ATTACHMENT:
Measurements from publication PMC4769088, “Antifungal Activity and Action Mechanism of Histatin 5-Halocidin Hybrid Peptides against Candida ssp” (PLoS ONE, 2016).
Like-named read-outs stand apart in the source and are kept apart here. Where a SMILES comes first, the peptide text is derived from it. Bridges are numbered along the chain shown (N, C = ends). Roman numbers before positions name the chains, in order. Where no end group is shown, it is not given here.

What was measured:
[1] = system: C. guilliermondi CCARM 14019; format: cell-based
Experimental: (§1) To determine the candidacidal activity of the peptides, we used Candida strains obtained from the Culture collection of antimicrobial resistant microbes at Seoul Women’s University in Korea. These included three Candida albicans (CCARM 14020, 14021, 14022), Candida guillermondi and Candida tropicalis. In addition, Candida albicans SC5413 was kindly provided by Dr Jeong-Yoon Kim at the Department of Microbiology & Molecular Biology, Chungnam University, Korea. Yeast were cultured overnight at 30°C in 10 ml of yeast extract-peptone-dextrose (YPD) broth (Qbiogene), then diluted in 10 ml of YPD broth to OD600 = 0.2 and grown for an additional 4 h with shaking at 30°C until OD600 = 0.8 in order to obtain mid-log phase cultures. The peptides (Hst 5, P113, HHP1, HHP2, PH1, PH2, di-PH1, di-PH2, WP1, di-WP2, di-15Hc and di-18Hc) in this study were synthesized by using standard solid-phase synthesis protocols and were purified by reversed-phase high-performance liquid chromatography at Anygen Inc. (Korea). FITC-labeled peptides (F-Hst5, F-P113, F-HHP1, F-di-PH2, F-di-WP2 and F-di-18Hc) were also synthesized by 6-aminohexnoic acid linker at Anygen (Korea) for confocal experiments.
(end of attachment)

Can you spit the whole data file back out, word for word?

Measurements from publication PMC4769088, “Antifungal Activity and Action Mechanism of Histatin 5-Halocidin Hybrid Peptides against Candida ssp” (PLoS ONE, 2016).
Like-named read-outs stand apart in the source and are kept apart here. Where a SMILES comes first, the peptide text is derived from it. Bridges are numbered along the chain shown (N, C = ends). Roman numbers before positions name the chains, in order. Where no end group is shown, it is not given here.

What was measured:
[1] = system: C. guilliermondi CCARM 14019; format: cell-based
Experimental: (§1) To determine the candidacidal activity of the peptides, we used Candida strains obtained from the Culture collection of antimicrobial resistant microbes at Seoul Women’s University in Korea. These included three Candida albicans (CCARM 14020, 14021, 14022), Candida guillermondi and Candida tropicalis. In addition, Candida albicans SC5413 was kindly provided by Dr Jeong-Yoon Kim at the Department of Microbiology & Molecular Biology, Chungnam University, Korea. Yeast were cultured overnight at 30°C in 10 ml of yeast extract-peptone-dextrose (YPD) broth (Qbiogene), then diluted in 10 ml of YPD broth to OD600 = 0.2 and grown for an additional 4 h with shaking at 30°C until OD600 = 0.8 in order to obtain mid-log phase cultures. The peptides (Hst 5, P113, HHP1, HHP2, PH1, PH2, di-PH1, di-PH2, WP1, di-WP2, di-15Hc and di-18Hc) in this study were synthesized by using standard solid-phase synthesis protocols and were purified by reversed-phase high-performance liquid chromatography at Anygen Inc. (Korea). FITC-labeled peptides (F-Hst5, F-P113, F-HHP1, F-di-PH2, F-di-WP2 and F-di-18Hc) were also synthesized by 6-aminohexnoic acid linker at Anygen (Korea) for confocal experiments.